Inherent Risk Factors and Spectrum of Risk

SAS 145 defines inherent risk factors as:

Characteristics of events or conditions that affect the susceptibility to misstatement, whether due to fraud or error, of an assertion about a class of transactions, account balance, or disclosure, before consideration of controls. Such factors may be qualitative or quantitative and include complexity, subjectivity, change, uncertainty, or susceptibility to misstatement due to management bias or other fraud risk factors insofar as they affect inherent risk. 

Depending on the degree to which the inherent risk factors affect the susceptibility of an assertion to misstatement, the level of inherent risk varies on a scale that is referred to as the spectrum of inherent risk.

(Note - the blog author bolded some words in the definition above for emphasis.)

Inherent Risk Factors

Consider the likelihood of misstatement in light of the inherent risk factors, including:

  • Complexity
  • Subjectivity
  • Change
  • Uncertainty
  • Susceptibility to misstatement due to management bias or other fraud risk factors (in terms of how they affect inherent risk)

So as you consider the inherent risk of an assertion, use these factors to determine the likelihood of misstatement. Then consider the magnitude of the potential misstatement. If the risk is close to the upper end of the spectrum of risk (for inherent risk) and the potential misstatement is material, then the entity has a significant risk. 

Ten-Point Scale, An Example

I like to evaluate significant risks on a ten-point scale, with ten being the highest risk. While SAS 145 does not use such an illustration, a nine or a ten is a significant risk, provided it can lead to a material misstatement. For example, a bank’s allowance for loan losses is usually a significant risk because it is a complex estimate in a material account balance. In making this assessment, we disregard internal controls. 

One additional change is SAS 145 removes the requirement to determine whether there are significant risks at the financial statement level. 

The term relevant assertion has also changed.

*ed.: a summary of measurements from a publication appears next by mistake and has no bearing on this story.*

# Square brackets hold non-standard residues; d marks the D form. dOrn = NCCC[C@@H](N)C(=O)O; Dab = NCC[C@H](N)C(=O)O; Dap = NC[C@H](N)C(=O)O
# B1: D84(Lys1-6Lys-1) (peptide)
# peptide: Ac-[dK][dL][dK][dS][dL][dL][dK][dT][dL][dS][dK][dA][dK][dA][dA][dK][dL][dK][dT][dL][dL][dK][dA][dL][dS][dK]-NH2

Relevant Assertions

Using SAS 145, relevant assertions are based on classes of transactions, account balances, and disclosures with an identified risk of material misstatement.

Before SAS 145, we looked at relevant assertions as they related to material classes of transactions, account balances, and disclosures. And relevant assertions were those that had a meaningful bearing on whether an account was fairly stated. (I never knew what meaningful bearing meant.)

The new relevant assertion definition is clearer. Assertions are considered in light of:

  • Likelihood of misstatement
  • Magnitude of misstatement

Relevant Assertion Definition

In SAS 145, a relevant assertion is defined as:

An assertion about a class of transactions, account balance, or disclosure is relevant when it has an identified risk of material misstatement. A risk of material misstatement exists when (a) there is a reasonable possibility of a misstatement occurring (that is, its likelihood), and (b) if it were to occur, there is a reasonable possibility of the misstatement being material (that is, its magnitude). The determination of whether an assertion is a relevant assertion is made before consideration of any related controls (that is, the determination is based on inherent risk).

(Note - the blog author bolded some words in the definition above for emphasis.)

Probability and Dollar Impact

A relevant assertion is an identified risk of material misstatement when a reasonable possibility of its occurrence is present. Reasonable possibility means a more than a remote chance of happening. And if it happens, a material misstatement must be possible. Again we see an emphasis upon probability and dollar impact. And again, internal controls are ignored in making this determination. That is, inherent risk is the basis for determining which assertions are relevant.